SA mining company develops regenerative locomotive

27th March 2015

By: Dylan Stewart

Creamer Media Reporter


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Gold miner Sibanye Gold is in the second phase of developing its own hybrid locomotive with regenerative braking functionality, Sibanye Gold senior VP of technical services Peter Turner tells Mining Weekly, further noting that the first phase of the development was completed last year.

Turner believes that this locomotive is one of the first of its kind in the world.

“Like a hybrid car, when the train decelerates, power is pumped back into the batteries where it is stored for future use by the electric motors,” he explains.

The second phase of the development seeks to reconfigure the first prototype of the synchronous ac locomotive into a hybrid format with newly developed, medium-voltage batteries as well as a Tier 4 generator set on board.

Sibanye Gold VP of engineering Karel Opperman notes that Sibanye Gold still has a large contingent of diesel-driven locomotives underground.

He explains that, generally, battery-powered locomotives are favoured over diesel owing to the lack of emissions from battery locomotives as well as the reduced complexity and maintainability.

Replacement of diesel locomotives with conventional battery locomotives, however, requires large amounts of additional capital, such as spare batteries for alternating shifts and additional infrastructure in the form of battery bays, which require additional and substantial excavations.

He suggests, however, that the Sibanye Gold locomotive could achieve significant savings in terms of a replacement strategy in the form of reduced infrastructure development and no requirement for spare batteries.

The hybrid locomotive will not need spare batteries or a battery bay in which to charge them as the locomotive will use both its regenerative braking ability and the on-board generator set to maintain adequate charge in the battery to facilitate all tramming activities. The Tier 4 generator set will also reduce emissions to a fraction of current levels emitted by diesel machinery, Opperman adds.

Moving towards Natural Gas
Opperman says Sibanye is seriously considering compressed natural gas as a power source for its locomotives, stating that the company is currently in the trial phase of developing a natural-gas-powered locomotive.

Both the Sibanye Gold locomotive and the natural gas locomotive initiatives have come as a result of the International Agency for Cancer Research’s classification of diesel particulate matter as carcinogenic.

The classification may lead to the implementation of new legislation imposing more stringent regulations on emissions in underground mines.
Opperman explains that the new legislation is being implemented because of the health and safety risks, particularly in terms of ventilation and employee exposure, which diesel poses.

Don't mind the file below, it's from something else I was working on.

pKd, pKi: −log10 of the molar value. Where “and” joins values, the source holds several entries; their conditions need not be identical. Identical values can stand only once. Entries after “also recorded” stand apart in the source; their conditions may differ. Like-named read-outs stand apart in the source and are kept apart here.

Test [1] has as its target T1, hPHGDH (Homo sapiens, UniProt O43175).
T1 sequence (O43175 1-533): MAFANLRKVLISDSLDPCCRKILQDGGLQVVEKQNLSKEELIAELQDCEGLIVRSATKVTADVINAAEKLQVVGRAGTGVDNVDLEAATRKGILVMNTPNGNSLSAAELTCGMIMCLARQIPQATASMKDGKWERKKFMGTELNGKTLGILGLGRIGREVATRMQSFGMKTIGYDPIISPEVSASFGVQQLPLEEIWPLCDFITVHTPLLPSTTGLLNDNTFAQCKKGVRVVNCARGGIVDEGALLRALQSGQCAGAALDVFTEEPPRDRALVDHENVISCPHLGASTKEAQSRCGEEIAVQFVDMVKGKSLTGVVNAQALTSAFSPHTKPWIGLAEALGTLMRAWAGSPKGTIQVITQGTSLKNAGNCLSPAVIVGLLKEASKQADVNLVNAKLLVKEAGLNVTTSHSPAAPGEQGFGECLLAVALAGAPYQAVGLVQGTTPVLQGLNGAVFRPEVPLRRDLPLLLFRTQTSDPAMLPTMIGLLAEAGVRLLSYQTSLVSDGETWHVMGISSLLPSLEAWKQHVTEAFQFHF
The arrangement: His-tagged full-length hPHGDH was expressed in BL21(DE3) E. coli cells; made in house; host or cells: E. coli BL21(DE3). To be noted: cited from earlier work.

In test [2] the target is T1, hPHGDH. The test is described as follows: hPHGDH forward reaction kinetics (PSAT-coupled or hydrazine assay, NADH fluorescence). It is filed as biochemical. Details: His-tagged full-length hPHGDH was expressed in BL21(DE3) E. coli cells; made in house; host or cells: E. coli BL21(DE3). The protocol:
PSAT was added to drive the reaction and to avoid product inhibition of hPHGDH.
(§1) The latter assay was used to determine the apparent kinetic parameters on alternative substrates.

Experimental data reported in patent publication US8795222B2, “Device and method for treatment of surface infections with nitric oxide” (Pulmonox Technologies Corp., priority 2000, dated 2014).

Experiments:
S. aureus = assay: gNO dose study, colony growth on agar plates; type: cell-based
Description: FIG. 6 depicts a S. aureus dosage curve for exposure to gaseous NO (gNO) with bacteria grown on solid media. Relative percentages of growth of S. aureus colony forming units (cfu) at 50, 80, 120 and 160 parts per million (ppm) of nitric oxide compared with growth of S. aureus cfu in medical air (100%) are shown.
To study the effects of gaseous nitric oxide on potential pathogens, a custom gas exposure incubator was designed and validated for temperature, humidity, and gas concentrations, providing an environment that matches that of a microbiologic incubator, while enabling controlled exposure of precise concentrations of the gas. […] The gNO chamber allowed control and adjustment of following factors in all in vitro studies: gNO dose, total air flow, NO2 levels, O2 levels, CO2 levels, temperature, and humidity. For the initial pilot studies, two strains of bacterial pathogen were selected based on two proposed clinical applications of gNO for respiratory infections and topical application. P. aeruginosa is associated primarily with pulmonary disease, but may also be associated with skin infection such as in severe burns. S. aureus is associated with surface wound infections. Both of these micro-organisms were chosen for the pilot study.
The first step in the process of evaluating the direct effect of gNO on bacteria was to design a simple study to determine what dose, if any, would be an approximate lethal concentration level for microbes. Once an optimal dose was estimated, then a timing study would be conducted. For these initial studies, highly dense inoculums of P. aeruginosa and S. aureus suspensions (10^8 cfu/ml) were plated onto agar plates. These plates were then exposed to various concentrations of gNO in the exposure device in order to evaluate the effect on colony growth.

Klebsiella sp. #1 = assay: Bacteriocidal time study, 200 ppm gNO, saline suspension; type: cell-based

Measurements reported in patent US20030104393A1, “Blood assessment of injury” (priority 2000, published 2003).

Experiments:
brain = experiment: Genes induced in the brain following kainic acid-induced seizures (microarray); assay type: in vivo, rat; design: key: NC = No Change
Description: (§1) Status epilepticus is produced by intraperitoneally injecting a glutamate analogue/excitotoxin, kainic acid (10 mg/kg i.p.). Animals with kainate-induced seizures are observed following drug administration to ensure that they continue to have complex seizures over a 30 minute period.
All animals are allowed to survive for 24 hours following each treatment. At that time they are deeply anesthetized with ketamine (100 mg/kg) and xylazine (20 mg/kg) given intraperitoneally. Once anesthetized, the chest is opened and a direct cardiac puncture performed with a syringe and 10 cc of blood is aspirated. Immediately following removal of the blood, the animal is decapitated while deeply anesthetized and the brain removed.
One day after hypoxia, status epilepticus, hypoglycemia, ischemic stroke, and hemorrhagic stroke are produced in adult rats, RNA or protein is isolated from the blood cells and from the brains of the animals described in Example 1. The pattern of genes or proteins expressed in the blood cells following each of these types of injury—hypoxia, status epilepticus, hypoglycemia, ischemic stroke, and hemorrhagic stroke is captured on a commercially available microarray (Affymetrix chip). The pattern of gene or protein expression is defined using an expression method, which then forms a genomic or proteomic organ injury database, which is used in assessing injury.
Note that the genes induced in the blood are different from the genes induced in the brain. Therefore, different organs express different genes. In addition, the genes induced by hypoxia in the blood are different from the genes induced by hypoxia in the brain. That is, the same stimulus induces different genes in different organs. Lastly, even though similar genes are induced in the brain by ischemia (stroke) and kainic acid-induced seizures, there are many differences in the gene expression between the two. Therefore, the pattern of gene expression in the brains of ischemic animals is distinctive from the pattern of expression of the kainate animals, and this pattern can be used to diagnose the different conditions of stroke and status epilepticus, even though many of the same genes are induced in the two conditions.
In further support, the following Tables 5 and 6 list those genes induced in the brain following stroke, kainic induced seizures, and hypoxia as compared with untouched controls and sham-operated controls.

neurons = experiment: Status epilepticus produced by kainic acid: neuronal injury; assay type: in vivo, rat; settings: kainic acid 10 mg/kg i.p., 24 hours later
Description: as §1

He notes that the proposed shift from using diesel to natural gas is also in response to the high cost of diesel, as well as the rigid infrastructural expenses encountered when using either electrical or battery-powered locomotives.

Guard Communications Systems
Turner states that the biggest leap in the industry in the last few years – particularly for rail-based, horizontal underground transport – is the development of safety technology.

Major accident and, therefore, injury and fatality reductions have been achieved through the implementation of the guard communication and proximity detection systems, also known as a locomotive driver information system, he states.

Sibanye introduced the system in 2012 and is currently 90% complete with implementation.

Opperman explains that, as underground locomotives are not always on the leading end of the train, the locomotive driver has limited visibility of obstructions or persons that may be in its path.

To avoid accidents, guards placed at the alternate end to the locomotive were previously equipped with a pea whistle to signal to the driver if there was an obstruction; however, the guard communications system now allows for the guard to limit the speed of the locomotive or to stop the train.

“If the speed limit or the recommended direction as set by the guard is breached, the locomotive will trip.”

Proximity detection systems detect the presence of nearby locomotives (and otherwise identified hazards) and warn the driver, should the guard be unable to see the impending collision approaching. These interventions have reduced collisions and associated incidents substantially, says Opperman.

He states that the bulk of the equipment used to facilitate Sibanye’s guard communication and proximity detection system is provided by mining controls and solutions company A&R Engineering.

“The rate at which mining safety technology is increasing means that it makes sense to replace current systems with new technology almost every three years, imposing quite a rapid indirect depreciation rate on this equipment.”

Opperman ventures that, while Sibanye has had to install additional hub and display units to conventional locomotive controllers, the locomotive controllers of the future will have these systems built in.

Edited by Leandi Kolver
Creamer Media Deputy Editor


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